Lastly, the company you are using should be able to give you a pretty clear idea of when your items will arrive. Don’t accept “well, it should be about 10 days”. Get them to state a firm date, or at least a firm window, and place it in the contract. If they can’t give you a firm window, I would walk away, since that means they likely are hiring a third party to move your items and will lose visibility on your belongings until they arrives at the destination.

In my previous move, it took about 45 days for my items to arrive, even though I was promised them in about 10 days. I didn’t really need those items for anything, so I could handle the wait, but if they were my primary furnishings it would have been a disaster. There aren’t many things as unnerving about shipping your personal belongings across the country and not knowing when or where they are, or when they will arrive.

When Not To Use A Moving Company

Using a moving company to ship across the country doesn’t really make sense unless you are shipping over 1,500 lbs or so. That’s typically the contents of a 1-2 bedroom apartment, generally without any heavy appliances. In terms of boxes, that’s probably about 30-40 small boxes, which isn’t a lot. Anything less and you’ll start seeing extra fees tacked on for having low weights, as well as excessive cost per pound (often $1/lb or more, depending on where you are shipping). In addition, there are other costs buried in the fees such as an 11% fuel surcharge that gets added on, and often “destination” and “origin” fees, whatever those are. For example, I received one quote that quoted a price of $0.92/lb for an estimate of 2,000 lbs. But once you tacked on all the fees, the total price, including taxes, was $2,354.52. If you do the math, that works out to about $1.17/lb, roughly a 28% increase over the quoted per pound price (which is what most companies quote you). So be careful when reading estimates.

In our case, we were looking at about $2,500 to ship a one bedroom apartment’s worth of items, which is pretty hefty. Our solution was to just sell the majority of our furniture, and ship the rest via Canada Post. While Canada Post may not seem like a very affordable option, by using small packing boxes and filling them with about 40 lbs in each one, I was able to get the cost per pound, including taxes, down to about 80 cents from the Toronto area to the Vancouver area, which is actually 30% cheaper than the quotes I received.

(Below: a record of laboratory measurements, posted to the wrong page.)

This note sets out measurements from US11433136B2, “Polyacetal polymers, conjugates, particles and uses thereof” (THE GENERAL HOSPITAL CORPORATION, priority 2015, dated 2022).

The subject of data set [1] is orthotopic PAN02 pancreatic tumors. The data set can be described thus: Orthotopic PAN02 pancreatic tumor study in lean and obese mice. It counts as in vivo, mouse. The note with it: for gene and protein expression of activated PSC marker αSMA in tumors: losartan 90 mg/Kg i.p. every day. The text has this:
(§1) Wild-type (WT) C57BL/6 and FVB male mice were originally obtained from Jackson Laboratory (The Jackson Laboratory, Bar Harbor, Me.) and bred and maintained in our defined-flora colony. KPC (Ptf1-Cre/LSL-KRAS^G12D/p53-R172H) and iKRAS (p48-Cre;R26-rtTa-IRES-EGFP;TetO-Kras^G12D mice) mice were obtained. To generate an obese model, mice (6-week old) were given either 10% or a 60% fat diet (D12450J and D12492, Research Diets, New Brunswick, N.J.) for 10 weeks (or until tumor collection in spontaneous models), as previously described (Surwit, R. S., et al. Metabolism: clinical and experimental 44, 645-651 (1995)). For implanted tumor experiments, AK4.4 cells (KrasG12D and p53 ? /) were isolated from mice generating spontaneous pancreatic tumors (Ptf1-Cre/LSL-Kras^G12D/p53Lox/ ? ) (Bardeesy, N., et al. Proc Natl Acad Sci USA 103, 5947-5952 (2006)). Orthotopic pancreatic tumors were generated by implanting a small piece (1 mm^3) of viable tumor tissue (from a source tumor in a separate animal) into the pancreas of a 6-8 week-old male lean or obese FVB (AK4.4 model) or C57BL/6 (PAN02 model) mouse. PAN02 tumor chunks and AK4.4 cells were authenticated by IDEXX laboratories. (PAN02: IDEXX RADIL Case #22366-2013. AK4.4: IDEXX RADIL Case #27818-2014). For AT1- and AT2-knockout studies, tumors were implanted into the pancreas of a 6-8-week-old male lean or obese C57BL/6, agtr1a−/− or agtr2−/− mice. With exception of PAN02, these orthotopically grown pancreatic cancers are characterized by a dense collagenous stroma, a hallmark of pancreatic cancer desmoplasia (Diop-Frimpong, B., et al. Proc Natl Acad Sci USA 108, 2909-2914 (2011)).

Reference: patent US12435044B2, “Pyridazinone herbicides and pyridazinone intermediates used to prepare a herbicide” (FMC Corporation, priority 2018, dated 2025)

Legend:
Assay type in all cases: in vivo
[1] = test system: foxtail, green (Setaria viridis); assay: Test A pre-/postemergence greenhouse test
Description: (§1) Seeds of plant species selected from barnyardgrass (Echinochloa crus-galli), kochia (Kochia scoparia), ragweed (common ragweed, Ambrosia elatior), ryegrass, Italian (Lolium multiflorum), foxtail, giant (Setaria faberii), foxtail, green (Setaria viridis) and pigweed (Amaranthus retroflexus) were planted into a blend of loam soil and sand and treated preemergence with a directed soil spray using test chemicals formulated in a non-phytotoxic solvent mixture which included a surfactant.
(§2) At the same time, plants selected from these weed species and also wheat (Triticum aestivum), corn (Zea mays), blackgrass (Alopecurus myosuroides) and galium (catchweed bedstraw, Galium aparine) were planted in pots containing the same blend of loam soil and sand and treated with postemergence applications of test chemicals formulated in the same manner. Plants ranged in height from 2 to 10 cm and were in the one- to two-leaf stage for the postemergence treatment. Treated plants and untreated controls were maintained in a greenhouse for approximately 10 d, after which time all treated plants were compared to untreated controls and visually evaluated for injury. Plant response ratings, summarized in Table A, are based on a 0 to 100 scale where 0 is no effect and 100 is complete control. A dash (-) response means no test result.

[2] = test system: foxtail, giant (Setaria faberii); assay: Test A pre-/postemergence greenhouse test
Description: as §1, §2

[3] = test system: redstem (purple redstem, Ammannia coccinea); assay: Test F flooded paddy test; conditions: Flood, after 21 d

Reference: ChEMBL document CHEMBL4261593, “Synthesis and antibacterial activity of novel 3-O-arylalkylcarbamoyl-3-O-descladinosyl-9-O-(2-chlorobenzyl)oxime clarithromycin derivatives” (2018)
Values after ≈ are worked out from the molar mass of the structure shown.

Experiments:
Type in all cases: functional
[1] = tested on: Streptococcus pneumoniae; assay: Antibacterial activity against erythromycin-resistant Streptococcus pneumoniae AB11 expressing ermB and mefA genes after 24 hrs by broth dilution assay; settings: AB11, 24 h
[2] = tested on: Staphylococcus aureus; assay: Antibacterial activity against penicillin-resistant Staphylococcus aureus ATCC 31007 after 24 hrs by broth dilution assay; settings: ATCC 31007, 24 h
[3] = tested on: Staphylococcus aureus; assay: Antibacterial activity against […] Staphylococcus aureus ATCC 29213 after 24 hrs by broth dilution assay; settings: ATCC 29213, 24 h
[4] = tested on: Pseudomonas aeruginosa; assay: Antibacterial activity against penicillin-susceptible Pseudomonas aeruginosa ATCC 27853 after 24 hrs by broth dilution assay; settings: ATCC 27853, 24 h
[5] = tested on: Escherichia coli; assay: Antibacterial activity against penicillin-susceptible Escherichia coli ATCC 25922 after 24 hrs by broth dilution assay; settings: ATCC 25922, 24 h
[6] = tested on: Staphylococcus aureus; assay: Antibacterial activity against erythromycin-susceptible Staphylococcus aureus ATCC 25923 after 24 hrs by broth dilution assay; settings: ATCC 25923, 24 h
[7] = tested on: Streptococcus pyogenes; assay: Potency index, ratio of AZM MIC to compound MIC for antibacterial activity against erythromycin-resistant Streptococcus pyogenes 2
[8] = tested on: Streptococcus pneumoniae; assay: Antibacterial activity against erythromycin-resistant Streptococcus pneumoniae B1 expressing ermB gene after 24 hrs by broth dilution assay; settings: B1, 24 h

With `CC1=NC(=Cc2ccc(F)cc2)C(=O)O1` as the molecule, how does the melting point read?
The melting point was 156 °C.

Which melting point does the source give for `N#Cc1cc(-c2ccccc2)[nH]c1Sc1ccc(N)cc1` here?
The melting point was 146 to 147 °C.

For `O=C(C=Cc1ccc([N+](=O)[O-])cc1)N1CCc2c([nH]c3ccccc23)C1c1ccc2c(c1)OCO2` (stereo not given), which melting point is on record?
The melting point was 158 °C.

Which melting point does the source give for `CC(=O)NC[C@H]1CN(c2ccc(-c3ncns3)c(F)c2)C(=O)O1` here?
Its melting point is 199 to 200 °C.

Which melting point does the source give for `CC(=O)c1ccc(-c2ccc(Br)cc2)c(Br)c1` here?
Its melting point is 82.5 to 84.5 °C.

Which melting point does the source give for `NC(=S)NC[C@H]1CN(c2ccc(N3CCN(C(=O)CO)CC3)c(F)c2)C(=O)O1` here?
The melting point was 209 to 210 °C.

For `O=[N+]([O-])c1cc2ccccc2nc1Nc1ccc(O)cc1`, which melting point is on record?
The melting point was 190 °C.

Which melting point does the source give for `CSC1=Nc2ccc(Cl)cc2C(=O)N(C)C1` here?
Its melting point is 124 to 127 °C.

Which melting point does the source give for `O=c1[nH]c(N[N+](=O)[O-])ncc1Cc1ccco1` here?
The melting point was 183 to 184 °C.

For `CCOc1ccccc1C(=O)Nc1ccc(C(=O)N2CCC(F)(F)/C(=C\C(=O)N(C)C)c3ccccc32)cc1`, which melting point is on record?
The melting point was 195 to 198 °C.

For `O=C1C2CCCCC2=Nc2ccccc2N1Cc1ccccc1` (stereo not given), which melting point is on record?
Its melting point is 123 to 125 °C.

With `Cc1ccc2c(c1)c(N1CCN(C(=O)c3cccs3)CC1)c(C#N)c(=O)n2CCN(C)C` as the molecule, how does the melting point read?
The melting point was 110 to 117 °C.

The hardest item to ship so far has been my bicycle. Strangely enough, while I’m not normally attached to furniture or most items at home, I really like my bicycle and wanted to keep it. The only option I found to get it back to the west coast in an affordable way (other than driving it across myself, an option I wanted to avoid since we’ll be sightseeing as well during our trip and I didn’t want it to get stolen) was to ship it via FedEx. I tried Canada Post, but it’s simply too large of an item for them to ship. I managed to get a bike box from the bike store where I bought it and dismantled the bike into the box, which wasn’t exactly easy but not terribly hard either. FedEx charged me about $100 for the journey, which is a bit steep compared to everything else I’ve shipped, but still worth it for me considering I like it and it is worth $600.

I have to say, it’s a bit weird seeing the contents of your apartment travel across the country one-by-one, but also pretty cool to watch. Hopefully all our packages will be waiting for us when we arrive in British Columbia at the beginning of July. I’ll do another post shortly talking about our trip and some of the sights we want to see along the way.